“The legislation and grants directly heed the call for dredging and de-snagging waterways from residents of Fairfield, Lincoln Park, Montville, Parsippany, and other municipalities that have suffered repetitive flooding in the Passaic River Basin,” said Webber, R–Morris, Essex, and Passaic in a press release dated Monday, March 10.

    “The dredging of shallow sections can help waterways handle the volume and force of water during torrential rains, and the clean up and removal of built-up debris can reduce overflow and bottlenecks in clogged waterways. We are cost-effectively putting existing resources into preventive measures to mitigate flooding — prioritizing a way to prevent and reduce flooding in the first place, not just putting funds into clean up after storms have ravaged communities.”

    Assemblyman Webber’s Legislation included no new state spending — it re-prioritized an already-existing $3 million pot of State funds from a 2003 bond act made available due to cost savings, project deferrals, and cancellations from the previously funded Lower Saddle River Project.

    Now almost one-third of that appropriation will be sent to aid towns in the 26th Legislative District for flood control.

    Army Corps releases Passaic River flood plans

    TRENTON, N.J. (AP) - Army Corps of Engineers and Environmental Protection Department officials have announced three options to help communities along New Jersey's Passaic River Basin deal with flooding.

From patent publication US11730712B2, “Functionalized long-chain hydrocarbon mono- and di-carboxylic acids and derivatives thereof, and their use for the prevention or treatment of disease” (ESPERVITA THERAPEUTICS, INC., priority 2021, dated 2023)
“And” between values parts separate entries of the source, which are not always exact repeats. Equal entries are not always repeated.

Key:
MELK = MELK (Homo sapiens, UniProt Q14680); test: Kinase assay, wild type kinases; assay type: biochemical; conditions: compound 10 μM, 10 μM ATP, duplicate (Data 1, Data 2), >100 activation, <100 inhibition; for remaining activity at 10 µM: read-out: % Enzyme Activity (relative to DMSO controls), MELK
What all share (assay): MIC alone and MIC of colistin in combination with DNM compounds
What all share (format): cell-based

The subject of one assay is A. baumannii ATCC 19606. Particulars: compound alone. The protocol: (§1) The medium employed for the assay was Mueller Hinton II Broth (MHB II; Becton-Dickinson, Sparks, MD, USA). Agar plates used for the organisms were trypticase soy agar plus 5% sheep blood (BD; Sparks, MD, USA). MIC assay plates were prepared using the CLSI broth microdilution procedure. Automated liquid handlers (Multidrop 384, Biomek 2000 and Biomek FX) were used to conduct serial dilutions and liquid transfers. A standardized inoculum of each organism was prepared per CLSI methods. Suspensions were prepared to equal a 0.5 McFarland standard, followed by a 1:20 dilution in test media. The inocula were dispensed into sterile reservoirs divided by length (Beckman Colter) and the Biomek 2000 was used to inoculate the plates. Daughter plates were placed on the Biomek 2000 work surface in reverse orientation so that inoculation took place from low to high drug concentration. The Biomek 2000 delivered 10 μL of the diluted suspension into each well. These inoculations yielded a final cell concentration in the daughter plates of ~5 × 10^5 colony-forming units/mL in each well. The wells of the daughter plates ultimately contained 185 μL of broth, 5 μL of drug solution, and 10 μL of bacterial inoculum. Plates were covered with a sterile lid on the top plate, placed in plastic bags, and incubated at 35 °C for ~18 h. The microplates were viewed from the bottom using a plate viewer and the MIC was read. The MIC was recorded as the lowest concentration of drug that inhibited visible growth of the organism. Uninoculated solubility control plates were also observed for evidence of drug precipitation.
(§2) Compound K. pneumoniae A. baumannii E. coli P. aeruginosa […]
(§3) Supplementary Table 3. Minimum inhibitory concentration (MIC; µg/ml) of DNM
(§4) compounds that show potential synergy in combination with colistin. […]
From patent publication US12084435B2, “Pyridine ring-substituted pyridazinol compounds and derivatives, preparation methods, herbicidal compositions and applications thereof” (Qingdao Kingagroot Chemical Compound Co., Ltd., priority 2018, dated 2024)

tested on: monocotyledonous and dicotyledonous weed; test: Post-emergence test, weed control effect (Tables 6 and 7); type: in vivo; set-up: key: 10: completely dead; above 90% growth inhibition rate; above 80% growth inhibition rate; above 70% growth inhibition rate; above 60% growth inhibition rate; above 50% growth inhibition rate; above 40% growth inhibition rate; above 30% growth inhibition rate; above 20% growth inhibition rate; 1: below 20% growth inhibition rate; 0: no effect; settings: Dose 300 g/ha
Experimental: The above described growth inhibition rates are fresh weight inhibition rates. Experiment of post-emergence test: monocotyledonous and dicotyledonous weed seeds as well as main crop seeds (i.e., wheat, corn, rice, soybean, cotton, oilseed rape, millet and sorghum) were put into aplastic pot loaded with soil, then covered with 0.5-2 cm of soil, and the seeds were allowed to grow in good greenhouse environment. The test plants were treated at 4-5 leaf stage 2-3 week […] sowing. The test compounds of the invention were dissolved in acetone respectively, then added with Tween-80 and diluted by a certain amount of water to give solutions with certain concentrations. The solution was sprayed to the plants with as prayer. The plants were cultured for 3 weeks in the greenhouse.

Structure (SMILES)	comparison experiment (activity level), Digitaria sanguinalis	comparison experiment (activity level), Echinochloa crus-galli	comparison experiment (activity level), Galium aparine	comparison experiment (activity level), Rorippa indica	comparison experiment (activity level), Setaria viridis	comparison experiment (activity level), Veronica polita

But it will take time and money before officials whittle the plans down to a final comprehensive flood risk management project.

    Officials will consider diverting flood water from the basin through a tunnel to Newark Bay. Such a plan was authorized by Congress in 1990.

    Another plan would combine levees and floodwalls with buyouts, flood-proofing and raising homes.

    The final option is to elevate homes and to use buyouts without large-scale construction projects.

    Flooding has plagued the Passaic River Basin, which flows through Bergen, Essex, Hudson, Morris, Passaic, Somerset and Union counties.

    Three public hearings will be held on the plans, beginning March 25th.

    Copyright 2014 The Associated Press. All rights reserved. This material may not be published, broadcast, rewritten or redistributed.

     Links To Important Websites:


    The Library: Get Informed! 

    Blue Acres Buyout Application.pdf Blue Acres Buyout Application.pdf
    Size : 100.176 Kb
    Type : pdf
    Flood Gate Study Timeline.pdf Flood Gate Study Timeline.pdf
    Size : 331.341 Kb
    Type : pdf
    Stormwater and Nonpoint Source Pollution.pdf Stormwater and Nonpoint Source Pollution.pdf
    Size : 140.484 Kb
    Type : pdf
    Size : 3456.105 Kb
    Type : pdf
    Dredging projects.pdf Dredging projects.pdf
    Size : 10.753 Kb
    Type : pdf
    Fairfield Childrens Letters.pdf Fairfield Childrens Letters.pdf
    Size : 350.976 Kb
    Type : pdf
    Annual Report from 1905.pdf Annual Report from 1905.pdf
    Size : 12274.228 Kb
    Type : pdf
    FCFCR- Brochure.pdf FCFCR- Brochure.pdf
    Size : 22.088 Kb
    Type : pdf
    Fairfield Flood Tour.pdf Fairfield Flood Tour.pdf
    Size : 3608.443 Kb
    Type : pdf
    passaic-report201101.pdf passaic-report201101.pdf
    Size : 3276.362 Kb
    Type : pdf
    Raritan River Dredging.pdf Raritan River Dredging.pdf
    Size : 190.813 Kb
    Type : pdf
    How to read river gauges.pdf How to read river gauges.pdf
    Size : 1486.568 Kb
    Type : pdf
    2011 flood basin.pdf 2011 flood basin.pdf
    Size : 357.599 Kb
    Type : pdf


     The Forum: Join In!

    Webmaster: Thomas Mancuso 

    Make a Free Website with Yola.